Modern showcases all sets from Eighth Edition onward. By now, that’s 15 years of cards. But there’s a world of difference between 14 and 15 years of cards. Over the course of the last year, new printings have spawned completely new archetypes, revitalized others, and enriched existing ones.

For the coverage of Pro Tour Rivals of Ixalan earlier this year, I wrote an article detailing the most important additions to Modern from Shadows over Innistrad to Rivals of Ixalan, i.e., from all Modern-legal sets released between February 2016 and February 2018. These sets already added several relevant new cards, but it seems like the pace of Modern changes has only accelerated since then.

First, Bloodbraid Elf and Jace, the Mind Sculptor were unbanned. Then, three new sets were released, all of which were impactful. Dominaria and Core Set 2019 added several hugely significant new cards to the format, and Guilds of Ravnica introduced even more.

To break them down, I picked the top 5 most important Modern additions from Dominaria, the top 5 from Core Set 2019, and the top 10 from Guilds of Ravnica . For each card, I also have a sample deck list, taken either from last weekend’s Grand Prix or from a recent Magic Online event. Let’s get to it!

The Most Important Modern Additions From Dominaria

5. Shalai, Voice of Plenty

In a green-white deck filled with small mana creatures, Shalai, Voice of Plenty plays a role similar to Gavony Township, but there are two differences. First, you can use creature tutors to find it. Second, it protects you against decks like Burn.

One of the best homes for the card is in the Eldritch Evolution build of the Vizier of Remedies/Devoted Druid infinite mana combo. Thoralf Severin, who took the deck to a solid finish at Grand Prix Atlanta this weekend, credited Jasper Grimmer with the design.

Devoted Evolution

Thoralf Severin, 12-3 at Grand Prix Atlanta 2018

4. Cast Down

Very few creatures in Modern, save for Thalia, Guardian of Thraben and Gaddock Teeg, are legendary. As a result, Cast Down is basically an easier-to-cast Terminate, which is quite valuable for non-red black decks. Here is a good example from the Faeries master himself:

Faeries

Yuta Takahashi, 12-3 at Grand Prix Atlanta 2018

3. Wizard’s Lightning

If four Lightning Bolts are good, then eight are better. Since lots of iconic creatures (such as Delver of Secrets, Snapcaster Mage, Vendilion Clique, and Grim Lavamancer) are all Wizards, a blue-red deck easily comes together. The weirdest case of “huh, is that a Wizard?” is Nimble Obstructionist, but it can surprise opponents by stifling their abilities.

Below, you can find a sample list from last weekend’s Grand Prix. It’s worth mentioning that this deck has two Risk Factor in the main deck and two Alpine Moon in the sideboard, both of which were additions from the latest few sets as well.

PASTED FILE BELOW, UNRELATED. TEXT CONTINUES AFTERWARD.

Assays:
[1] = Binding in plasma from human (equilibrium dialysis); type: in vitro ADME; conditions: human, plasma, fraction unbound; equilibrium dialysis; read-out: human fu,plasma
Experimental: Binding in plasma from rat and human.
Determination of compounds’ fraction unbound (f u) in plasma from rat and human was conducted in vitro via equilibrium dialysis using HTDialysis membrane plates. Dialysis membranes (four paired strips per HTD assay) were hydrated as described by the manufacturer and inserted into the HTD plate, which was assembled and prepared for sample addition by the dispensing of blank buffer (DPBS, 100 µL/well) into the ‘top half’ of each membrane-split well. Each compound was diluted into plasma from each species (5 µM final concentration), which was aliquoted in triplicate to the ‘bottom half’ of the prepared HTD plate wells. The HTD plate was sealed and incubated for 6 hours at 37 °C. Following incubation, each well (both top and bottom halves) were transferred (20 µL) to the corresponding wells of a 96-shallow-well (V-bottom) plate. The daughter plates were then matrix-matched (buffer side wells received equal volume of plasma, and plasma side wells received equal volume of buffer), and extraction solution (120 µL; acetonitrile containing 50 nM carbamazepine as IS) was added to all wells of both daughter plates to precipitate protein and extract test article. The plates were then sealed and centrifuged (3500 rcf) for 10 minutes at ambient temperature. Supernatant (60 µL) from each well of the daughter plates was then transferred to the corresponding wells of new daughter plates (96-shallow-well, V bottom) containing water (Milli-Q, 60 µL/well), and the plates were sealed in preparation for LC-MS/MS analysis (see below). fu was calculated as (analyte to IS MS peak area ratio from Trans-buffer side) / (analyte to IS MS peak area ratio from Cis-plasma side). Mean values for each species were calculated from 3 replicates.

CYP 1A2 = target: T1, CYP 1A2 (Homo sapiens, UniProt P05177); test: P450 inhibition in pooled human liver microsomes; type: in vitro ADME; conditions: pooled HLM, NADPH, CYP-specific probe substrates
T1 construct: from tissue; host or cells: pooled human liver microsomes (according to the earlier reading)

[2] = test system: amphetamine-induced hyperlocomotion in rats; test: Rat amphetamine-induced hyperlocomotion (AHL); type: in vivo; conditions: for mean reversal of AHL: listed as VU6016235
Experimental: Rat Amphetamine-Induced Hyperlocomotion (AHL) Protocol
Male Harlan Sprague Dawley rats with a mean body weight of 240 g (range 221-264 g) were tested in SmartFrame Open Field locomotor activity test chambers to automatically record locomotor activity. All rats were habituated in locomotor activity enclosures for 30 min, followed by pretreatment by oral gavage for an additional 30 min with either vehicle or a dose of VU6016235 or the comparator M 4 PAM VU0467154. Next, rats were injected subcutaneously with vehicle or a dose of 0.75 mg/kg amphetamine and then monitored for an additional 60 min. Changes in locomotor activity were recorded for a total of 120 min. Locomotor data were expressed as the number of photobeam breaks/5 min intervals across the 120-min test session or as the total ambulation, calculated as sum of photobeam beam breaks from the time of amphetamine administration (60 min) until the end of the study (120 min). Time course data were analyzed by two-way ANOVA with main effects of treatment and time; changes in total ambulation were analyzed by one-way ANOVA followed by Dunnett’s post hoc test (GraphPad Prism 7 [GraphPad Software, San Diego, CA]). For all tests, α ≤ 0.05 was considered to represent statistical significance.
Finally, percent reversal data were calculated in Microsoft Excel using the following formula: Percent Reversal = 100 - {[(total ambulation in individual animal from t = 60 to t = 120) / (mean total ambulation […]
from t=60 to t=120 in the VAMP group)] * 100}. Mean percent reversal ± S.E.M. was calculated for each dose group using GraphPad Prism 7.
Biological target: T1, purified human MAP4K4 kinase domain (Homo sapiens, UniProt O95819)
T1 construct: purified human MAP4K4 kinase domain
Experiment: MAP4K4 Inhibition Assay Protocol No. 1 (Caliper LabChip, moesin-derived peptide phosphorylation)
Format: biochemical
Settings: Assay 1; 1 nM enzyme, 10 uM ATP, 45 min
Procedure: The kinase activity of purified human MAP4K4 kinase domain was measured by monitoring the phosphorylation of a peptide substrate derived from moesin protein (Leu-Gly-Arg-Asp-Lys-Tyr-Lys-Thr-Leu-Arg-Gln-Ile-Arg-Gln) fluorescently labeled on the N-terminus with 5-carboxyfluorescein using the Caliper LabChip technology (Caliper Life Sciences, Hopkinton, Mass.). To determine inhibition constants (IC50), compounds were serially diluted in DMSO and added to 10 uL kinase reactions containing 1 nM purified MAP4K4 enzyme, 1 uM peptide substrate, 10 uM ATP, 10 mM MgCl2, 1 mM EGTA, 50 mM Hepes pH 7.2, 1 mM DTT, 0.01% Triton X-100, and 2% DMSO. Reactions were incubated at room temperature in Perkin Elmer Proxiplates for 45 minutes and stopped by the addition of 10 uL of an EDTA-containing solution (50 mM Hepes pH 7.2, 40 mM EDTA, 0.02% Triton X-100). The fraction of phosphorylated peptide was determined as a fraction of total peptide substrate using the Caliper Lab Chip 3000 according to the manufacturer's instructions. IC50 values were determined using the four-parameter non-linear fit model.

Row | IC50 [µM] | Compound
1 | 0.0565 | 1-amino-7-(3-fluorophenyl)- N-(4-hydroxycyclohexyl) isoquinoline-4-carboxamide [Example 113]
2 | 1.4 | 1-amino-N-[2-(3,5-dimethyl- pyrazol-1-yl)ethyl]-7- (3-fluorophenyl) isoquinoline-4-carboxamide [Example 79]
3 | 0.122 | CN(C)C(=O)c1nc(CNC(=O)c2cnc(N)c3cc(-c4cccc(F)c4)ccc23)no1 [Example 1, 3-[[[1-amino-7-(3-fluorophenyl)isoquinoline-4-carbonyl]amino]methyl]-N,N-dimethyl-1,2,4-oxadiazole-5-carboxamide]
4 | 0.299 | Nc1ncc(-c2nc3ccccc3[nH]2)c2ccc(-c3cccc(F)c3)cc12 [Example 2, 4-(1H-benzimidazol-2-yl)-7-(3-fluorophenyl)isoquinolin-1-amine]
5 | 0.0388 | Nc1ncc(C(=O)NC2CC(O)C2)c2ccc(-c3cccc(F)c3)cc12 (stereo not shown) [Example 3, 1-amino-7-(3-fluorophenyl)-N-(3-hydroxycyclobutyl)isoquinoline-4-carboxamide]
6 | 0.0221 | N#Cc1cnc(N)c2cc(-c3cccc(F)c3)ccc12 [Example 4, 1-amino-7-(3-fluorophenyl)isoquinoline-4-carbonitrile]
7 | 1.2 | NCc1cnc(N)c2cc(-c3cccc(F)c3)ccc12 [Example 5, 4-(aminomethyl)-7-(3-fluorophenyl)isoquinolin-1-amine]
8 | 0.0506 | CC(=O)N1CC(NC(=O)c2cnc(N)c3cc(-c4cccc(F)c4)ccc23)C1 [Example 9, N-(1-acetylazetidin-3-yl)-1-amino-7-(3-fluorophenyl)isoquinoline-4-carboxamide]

Blue-Red Wizards

Kristofer Ward, 10-5 at Grand Prix Atlanta 2018

2. Damping Sphere

Damping Sphere is an ideal sideboard card for Modern. It works as a hate card against Storm or Ironworks, but it’s also useful against Tron or Amulet Titan.

The best home for Damping Sphere is in a mono-green deck with Ancient Stirrings, which turns the colorless nature of the card into an advantage. The Hardened Scales deck, which took deck builders a while to figure out, is a good example. Given that in the current Modern metagame explosiveness and speed lead to more wins than equipping an Etched Champion with Cranial Plating, many Affinity players have moved to Hardened Scales instead. Affinity remains viable as far as I’m concerned, but Hardened Scales is far more popular nowadays, and it is a better home for Damping Sphere.

Hardened Scales

Christoffer Larsen, Top 4 at Grand Prix Atlanta 2018

1. Teferi, Hero of Dominaria

Teferi is an excellent win condition that is hard to beat in a late game. It took time for W/U Control to evolve into its now polished version, but the current lists have gotten well-tuned, and it was the most popular archetype in both Day 2 and the Top 8 of Grand Prix Stockholm two months ago.

Given that the deck has trouble beating Dredge, at least in game 1, it didn’t perform as well in Grand Prix Atlanta, but I can still give you the best-performing W/U Control list from that event. The list contains Lyra Dawnbringer as another Dominaria addition, although I should note that, by itself, it might be inferior to Baneslayer Angel.

White-Blue Control

Gregory Orange, 11-4 at Grand Prix Atlanta 2018

Besides Lyra Dawnbringer, I would also like to give honorable mentions to two other Dominaria cards: Karn, Scion of Urza, which sometimes shows up in Affinity or Hardened Scales as a way to win grindy matchups, and The Antiquities War, which fills a similar role and which I’ve seen as a 1-of in the occasional KCI deck.

But we’re just getting started—these were only the Dominaria cards. Check back later in the week as I count down the 5 best cards from Core Set 2019, and a whopping 10 additions from Guilds of Ravnica!